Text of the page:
NCERT Solutions for Class 12 Economics Part A Chapter 6 Open Economy Macroeconomics

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    1. Differentiate between balance of trade and current account balance.

    Ans.

    Points of Difference Balance of trade Current account balance
    Definition It states the difference between the values of exports and imports of goods of a country during a particular period of time. It states the difference between the values of exports and imports of goods, services and unilateral transfers of a country during a particular period of time.
    Components Export of goods and Import of goods Export and import of goods, export and import of services, unilateral transfers.
    Nature of transactions It is concerned with the transactions related to visible items (i.e., goods) only. It is concerned with the transactions related to visible items (goods) as well as invisible items (services) and unilateral transfers.

    2. What are official reserve transactions? Explain their importance in the balance of payments.

    Ans. The transactions carried out by the monetary authority of a particular country, which can cause changes in official reserves, are termed as Official Reserve Transactions (ORT). Such transactions are carried out through purchase or sale of currency in the exchange market for foreign currencies or other assets. The reserves are also drawn by selling the foreign currencies in exchange market during deficits and foreign currencies are purchased in the case of surplus.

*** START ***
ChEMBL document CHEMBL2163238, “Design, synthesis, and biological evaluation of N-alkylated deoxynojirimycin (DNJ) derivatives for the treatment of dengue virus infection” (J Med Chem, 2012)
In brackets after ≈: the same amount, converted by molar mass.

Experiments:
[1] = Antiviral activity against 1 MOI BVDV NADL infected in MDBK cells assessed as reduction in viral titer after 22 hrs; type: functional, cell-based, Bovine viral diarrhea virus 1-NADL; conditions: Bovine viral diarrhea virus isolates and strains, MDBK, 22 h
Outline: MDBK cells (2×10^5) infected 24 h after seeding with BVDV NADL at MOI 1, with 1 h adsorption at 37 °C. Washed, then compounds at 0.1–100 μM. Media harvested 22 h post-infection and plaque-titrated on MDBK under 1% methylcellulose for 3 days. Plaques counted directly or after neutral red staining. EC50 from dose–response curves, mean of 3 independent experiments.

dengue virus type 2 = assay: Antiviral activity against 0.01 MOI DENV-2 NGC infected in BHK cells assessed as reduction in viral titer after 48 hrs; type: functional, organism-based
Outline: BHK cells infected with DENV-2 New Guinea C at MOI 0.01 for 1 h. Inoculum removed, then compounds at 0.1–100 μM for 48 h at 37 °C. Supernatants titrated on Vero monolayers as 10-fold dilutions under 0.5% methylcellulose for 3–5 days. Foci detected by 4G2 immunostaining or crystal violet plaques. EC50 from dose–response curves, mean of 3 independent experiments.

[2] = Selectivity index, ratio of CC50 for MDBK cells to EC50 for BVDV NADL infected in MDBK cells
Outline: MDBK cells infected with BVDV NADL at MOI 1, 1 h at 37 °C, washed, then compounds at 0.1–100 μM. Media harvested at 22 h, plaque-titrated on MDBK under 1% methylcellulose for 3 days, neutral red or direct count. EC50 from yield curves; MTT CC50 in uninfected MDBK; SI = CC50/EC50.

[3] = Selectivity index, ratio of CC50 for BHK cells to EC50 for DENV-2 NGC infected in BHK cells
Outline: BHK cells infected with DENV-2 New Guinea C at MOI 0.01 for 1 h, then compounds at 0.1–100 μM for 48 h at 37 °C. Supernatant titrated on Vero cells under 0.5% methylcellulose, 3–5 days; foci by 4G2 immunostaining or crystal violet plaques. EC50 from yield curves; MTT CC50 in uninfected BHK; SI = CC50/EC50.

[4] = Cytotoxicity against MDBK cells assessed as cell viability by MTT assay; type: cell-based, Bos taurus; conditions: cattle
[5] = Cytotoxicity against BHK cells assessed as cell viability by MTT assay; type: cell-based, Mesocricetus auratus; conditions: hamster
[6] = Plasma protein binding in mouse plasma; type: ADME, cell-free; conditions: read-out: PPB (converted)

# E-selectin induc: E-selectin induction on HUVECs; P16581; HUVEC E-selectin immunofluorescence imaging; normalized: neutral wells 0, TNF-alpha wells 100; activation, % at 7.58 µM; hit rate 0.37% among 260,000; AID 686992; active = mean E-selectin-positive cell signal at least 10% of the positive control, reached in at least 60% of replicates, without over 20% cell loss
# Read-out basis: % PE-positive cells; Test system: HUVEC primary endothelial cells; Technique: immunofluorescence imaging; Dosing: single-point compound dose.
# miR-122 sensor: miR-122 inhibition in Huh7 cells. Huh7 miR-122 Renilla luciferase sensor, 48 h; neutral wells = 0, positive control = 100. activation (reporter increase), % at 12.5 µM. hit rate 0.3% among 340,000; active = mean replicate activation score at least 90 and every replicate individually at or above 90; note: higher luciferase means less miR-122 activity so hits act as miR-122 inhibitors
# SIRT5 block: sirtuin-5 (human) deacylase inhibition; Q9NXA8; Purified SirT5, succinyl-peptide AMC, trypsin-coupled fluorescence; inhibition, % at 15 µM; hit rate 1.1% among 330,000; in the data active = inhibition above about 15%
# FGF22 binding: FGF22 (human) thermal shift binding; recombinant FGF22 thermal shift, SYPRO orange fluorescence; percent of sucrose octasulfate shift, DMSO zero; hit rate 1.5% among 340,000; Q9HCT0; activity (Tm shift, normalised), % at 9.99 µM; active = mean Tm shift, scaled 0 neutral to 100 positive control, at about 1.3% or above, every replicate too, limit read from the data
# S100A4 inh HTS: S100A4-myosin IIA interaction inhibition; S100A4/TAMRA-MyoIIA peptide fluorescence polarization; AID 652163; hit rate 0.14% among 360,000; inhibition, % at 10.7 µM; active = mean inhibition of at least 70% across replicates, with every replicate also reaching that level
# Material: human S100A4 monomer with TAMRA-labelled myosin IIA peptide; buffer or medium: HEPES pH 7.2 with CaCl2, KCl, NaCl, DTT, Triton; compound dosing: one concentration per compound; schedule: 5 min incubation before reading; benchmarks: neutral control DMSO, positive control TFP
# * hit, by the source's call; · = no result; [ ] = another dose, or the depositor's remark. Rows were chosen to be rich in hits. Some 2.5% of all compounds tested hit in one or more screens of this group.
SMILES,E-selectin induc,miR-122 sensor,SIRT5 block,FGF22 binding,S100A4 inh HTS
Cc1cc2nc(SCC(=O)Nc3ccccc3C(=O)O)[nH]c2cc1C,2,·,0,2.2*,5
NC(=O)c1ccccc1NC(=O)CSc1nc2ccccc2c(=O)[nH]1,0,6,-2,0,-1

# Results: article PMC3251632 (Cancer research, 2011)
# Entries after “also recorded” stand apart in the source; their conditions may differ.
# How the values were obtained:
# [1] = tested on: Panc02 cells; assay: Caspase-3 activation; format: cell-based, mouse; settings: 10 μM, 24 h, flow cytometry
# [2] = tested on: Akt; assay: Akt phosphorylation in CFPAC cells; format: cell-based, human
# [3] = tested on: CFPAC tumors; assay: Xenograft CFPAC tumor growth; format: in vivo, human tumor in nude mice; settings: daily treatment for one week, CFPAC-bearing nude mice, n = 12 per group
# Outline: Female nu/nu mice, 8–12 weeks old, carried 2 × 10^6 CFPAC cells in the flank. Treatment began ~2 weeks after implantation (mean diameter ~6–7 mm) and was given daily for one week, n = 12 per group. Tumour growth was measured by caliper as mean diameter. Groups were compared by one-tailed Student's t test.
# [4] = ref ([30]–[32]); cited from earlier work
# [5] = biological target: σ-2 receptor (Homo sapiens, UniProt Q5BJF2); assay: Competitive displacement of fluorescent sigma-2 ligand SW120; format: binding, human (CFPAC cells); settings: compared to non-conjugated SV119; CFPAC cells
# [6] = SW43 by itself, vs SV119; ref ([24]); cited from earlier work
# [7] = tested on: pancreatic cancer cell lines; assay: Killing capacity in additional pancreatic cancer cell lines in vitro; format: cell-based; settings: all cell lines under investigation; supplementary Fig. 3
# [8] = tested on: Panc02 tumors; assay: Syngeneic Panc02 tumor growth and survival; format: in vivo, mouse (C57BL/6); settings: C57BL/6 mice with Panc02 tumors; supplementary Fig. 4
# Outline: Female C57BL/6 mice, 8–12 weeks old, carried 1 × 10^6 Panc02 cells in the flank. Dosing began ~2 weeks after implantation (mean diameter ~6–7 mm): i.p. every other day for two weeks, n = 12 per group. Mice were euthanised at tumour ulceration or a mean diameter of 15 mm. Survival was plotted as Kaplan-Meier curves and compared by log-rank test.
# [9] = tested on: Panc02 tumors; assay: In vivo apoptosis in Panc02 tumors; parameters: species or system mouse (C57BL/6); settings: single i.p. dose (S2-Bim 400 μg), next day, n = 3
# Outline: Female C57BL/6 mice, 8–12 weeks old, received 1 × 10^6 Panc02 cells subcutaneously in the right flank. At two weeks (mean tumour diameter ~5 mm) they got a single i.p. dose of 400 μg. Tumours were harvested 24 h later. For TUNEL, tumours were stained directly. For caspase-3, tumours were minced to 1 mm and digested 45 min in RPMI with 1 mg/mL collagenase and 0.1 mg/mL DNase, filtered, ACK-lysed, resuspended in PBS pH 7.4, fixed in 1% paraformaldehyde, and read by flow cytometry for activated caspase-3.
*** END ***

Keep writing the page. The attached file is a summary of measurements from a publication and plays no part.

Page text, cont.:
When the official reserves increases or decreases, it is termed as overall balance of payments surplus or deficit respectively.

    Importance of ORT in balance of payments:

    (i) Purchase of a country’s own currency has to be recorded on the credit side in the balance of payments; whereas, sale of the currency has to be recorded on the debit side.

    (ii) It facilitates the balancing of the deficit and surplus in balance of payments.

    3. Distinguish between the nominal exchange rate and the real exchange rate. If you were to decide whether to buy domestic goods or foreign goods, which rate would be more relevant? Explain.

    Ans. Nominal Exchange Rate is the amount of domestic currency which is required to buy one unit of foreign currency or we can say that it is the price of foreign currency in terms of domestic currency. For example, a rupee- dollar exchange rate of ₹70 means that it costs 70 rupees to buy 1 dollar.
    Real exchange is defined as the ratio of foreign prices to domestic prices. To put it in other words, it measures foreign prices relative to domestic prices.
    $$\text{Real exchange rate =}\frac{{ep}_f}{p}$$
    Where Pf – price level of foreign currency
    P – Price level of domestic currency
    e – Nominal exchange rate
    If, it was to be decided whether to buy domestic goods or foreign goods, then real exchange rate will be more relevant, because real exchange rate considers the inflation differential among the countries and can also be used as an indicator of a country’s competitiveness in the foreign trade. 

    4. Suppose it takes 1.25 yen to buy a rupee, and the price level in Japan is 3 and the price level in India is 1.2. Calculate the real exchange rate between India and Japan (the price of Japanese goods in terms of Indian goods). (Hint: First find out the nominal exchange rate as a price of yen in rupees).

    Ans. Price level in foreign country: (Japan) Pf = 3
    Price level in home country: (India) P = 1.2
    $$\text{Now, real exchange rate}=e\frac{p_{f}}{p}\\\text{Price of 1.25 yen} = 1\space rupee$$
    $$\text{Now, real exchange rate}=\frac{1}{1.25}=\frac{100}{125}=\frac{5}{4}\\\text{Therefore,}=e\frac{4}{5}$$
    $$\text{So, real exchange rate}=e\frac{P_f}{P}\\=\frac{4}{5}×\frac{3}{1.2}=\frac{4}{5}×\frac{30}{12}=2$$
    Therefore, the real exchange rate is 2.

    5. Explain the automatic mechanism by which BoP equilibrium was achieved under the gold standard.